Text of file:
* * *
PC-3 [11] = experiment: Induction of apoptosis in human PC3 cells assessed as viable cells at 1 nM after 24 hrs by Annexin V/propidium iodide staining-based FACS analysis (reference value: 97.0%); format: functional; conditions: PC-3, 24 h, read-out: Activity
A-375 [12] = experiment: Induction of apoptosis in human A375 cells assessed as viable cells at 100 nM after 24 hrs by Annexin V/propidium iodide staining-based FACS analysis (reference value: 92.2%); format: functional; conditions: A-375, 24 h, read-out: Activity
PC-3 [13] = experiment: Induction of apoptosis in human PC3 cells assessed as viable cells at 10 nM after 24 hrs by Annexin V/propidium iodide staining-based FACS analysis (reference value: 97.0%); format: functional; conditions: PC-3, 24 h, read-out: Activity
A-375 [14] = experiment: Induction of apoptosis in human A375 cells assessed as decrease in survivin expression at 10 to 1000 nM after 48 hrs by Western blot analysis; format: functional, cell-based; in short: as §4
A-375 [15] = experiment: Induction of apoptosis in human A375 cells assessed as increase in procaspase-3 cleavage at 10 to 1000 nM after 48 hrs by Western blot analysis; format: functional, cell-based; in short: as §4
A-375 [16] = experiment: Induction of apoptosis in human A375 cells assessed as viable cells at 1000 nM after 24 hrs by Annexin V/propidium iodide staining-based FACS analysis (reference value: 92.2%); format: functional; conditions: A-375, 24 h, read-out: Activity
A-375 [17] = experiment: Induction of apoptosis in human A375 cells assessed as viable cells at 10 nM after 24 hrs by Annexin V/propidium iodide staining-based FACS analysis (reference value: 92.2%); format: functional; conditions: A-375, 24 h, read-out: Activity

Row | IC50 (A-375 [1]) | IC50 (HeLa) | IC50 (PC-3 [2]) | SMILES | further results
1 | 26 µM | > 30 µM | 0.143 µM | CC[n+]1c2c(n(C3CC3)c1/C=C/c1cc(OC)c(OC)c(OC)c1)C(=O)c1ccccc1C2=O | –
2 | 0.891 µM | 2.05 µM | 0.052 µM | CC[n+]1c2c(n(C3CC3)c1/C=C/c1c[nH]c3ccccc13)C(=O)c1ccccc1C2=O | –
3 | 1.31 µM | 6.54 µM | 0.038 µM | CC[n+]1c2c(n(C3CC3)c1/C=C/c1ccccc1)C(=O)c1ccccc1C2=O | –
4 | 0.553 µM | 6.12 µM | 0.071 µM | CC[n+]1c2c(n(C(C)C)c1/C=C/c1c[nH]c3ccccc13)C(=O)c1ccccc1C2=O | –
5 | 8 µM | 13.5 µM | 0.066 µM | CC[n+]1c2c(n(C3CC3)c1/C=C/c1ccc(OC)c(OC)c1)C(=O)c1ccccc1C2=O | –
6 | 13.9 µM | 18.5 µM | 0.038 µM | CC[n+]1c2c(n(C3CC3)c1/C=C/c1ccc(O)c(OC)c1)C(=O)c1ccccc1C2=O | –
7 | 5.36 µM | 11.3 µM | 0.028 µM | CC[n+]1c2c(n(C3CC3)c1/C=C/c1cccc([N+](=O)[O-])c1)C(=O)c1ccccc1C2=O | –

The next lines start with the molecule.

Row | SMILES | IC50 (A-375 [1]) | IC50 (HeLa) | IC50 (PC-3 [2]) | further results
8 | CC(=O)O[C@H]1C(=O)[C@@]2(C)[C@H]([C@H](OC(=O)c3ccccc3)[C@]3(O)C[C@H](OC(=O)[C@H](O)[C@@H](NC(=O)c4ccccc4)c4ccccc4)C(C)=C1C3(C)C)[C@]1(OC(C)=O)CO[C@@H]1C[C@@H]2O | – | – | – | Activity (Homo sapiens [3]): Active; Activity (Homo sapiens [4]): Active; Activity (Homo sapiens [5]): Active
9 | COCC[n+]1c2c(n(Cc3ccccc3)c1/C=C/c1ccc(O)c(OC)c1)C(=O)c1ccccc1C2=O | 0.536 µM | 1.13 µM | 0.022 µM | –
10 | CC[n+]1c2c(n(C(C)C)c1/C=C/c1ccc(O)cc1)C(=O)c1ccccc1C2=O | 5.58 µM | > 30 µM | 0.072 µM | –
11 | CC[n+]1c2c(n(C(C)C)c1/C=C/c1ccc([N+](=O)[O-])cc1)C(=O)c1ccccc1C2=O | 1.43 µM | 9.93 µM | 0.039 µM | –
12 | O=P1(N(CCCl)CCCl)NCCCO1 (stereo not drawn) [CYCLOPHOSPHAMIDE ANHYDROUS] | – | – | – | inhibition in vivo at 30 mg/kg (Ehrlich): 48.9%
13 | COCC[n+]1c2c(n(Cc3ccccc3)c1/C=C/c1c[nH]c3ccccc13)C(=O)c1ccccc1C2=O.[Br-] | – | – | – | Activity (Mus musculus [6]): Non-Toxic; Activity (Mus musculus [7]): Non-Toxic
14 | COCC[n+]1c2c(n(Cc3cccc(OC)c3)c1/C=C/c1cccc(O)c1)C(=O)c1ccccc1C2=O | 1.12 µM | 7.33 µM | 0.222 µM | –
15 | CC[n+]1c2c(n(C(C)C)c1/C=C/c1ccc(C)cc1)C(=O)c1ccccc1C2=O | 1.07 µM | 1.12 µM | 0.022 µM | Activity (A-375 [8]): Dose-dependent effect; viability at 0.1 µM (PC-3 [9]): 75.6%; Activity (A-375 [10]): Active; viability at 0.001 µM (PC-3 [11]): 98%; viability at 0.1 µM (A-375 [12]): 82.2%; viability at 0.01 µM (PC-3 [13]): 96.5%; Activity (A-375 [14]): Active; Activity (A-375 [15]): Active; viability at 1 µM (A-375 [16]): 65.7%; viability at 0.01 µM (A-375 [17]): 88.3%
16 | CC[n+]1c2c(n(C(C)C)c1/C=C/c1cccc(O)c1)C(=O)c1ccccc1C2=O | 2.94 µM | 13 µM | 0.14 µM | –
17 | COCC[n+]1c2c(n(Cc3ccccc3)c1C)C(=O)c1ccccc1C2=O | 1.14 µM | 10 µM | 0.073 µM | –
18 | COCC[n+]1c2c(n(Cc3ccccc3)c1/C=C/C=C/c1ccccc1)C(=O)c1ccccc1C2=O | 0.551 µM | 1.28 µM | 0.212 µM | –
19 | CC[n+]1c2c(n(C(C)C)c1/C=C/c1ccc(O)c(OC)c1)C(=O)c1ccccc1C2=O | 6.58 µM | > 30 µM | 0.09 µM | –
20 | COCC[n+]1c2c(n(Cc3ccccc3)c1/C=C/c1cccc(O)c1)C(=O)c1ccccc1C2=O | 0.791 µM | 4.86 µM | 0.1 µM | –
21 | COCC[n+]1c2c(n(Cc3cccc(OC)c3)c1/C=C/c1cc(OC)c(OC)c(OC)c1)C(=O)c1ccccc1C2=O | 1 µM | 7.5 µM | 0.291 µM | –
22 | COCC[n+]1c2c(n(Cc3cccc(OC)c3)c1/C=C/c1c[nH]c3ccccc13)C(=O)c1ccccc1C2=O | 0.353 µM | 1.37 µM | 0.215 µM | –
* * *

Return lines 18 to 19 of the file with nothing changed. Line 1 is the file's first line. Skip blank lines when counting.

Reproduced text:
8 | CC(=O)O[C@H]1C(=O)[C@@]2(C)[C@H]([C@H](OC(=O)c3ccccc3)[C@]3(O)C[C@H](OC(=O)[C@H](O)[C@@H](NC(=O)c4ccccc4)c4ccccc4)C(C)=C1C3(C)C)[C@]1(OC(C)=O)CO[C@@H]1C[C@@H]2O | – | – | – | Activity (Homo sapiens [3]): Active; Activity (Homo sapiens [4]): Active; Activity (Homo sapiens [5]): Active
9 | COCC[n+]1c2c(n(Cc3ccccc3)c1/C=C/c1ccc(O)c(OC)c1)C(=O)c1ccccc1C2=O | 0.536 µM | 1.13 µM | 0.022 µM | –